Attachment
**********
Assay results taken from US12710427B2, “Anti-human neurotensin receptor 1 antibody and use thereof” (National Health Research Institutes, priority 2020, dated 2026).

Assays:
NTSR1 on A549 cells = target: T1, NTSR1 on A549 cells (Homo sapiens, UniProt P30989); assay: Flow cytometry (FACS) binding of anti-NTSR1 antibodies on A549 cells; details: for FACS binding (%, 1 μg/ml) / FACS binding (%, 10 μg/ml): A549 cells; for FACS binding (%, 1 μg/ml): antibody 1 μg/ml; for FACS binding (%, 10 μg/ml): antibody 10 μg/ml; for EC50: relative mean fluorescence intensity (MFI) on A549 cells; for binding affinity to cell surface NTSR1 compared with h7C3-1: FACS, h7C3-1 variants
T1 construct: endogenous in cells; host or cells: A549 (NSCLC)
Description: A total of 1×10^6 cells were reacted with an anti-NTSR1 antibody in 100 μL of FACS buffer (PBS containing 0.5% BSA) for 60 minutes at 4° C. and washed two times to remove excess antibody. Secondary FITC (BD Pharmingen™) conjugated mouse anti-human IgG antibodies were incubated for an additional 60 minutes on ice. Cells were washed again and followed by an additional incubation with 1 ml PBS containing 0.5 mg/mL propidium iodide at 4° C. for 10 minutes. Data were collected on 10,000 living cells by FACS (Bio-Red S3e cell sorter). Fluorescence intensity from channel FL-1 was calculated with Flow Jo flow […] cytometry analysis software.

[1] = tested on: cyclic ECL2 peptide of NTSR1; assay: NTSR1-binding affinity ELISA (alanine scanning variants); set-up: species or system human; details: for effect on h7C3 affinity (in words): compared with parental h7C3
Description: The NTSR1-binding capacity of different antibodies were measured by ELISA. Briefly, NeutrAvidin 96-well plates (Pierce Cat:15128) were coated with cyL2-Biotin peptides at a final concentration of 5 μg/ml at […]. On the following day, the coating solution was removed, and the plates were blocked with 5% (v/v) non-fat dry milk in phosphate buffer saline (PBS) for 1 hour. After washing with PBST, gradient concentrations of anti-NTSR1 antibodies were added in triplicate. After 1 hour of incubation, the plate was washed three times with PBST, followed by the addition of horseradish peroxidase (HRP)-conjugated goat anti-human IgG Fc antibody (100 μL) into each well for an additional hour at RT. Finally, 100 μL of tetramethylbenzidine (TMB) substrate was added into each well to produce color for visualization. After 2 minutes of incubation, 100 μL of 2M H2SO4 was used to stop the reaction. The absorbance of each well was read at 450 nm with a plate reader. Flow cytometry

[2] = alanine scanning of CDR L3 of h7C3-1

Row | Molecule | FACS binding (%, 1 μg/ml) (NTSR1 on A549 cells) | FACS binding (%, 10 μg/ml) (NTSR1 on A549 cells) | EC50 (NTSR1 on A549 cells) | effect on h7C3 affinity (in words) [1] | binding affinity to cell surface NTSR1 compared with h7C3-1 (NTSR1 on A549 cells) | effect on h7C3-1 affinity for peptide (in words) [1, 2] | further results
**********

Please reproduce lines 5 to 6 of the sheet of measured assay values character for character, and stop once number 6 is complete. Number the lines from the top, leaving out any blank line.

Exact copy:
Description: A total of 1×10^6 cells were reacted with an anti-NTSR1 antibody in 100 μL of FACS buffer (PBS containing 0.5% BSA) for 60 minutes at 4° C. and washed two times to remove excess antibody. Secondary FITC (BD Pharmingen™) conjugated mouse anti-human IgG antibodies were incubated for an additional 60 minutes on ice. Cells were washed again and followed by an additional incubation with 1 ml PBS containing 0.5 mg/mL propidium iodide at 4° C. for 10 minutes. Data were collected on 10,000 living cells by FACS (Bio-Red S3e cell sorter). Fluorescence intensity from channel FL-1 was calculated with Flow Jo flow […] cytometry analysis software.

[1] = tested on: cyclic ECL2 peptide of NTSR1; assay: NTSR1-binding affinity ELISA (alanine scanning variants); set-up: species or system human; details: for effect on h7C3 affinity (in words): compared with parental h7C3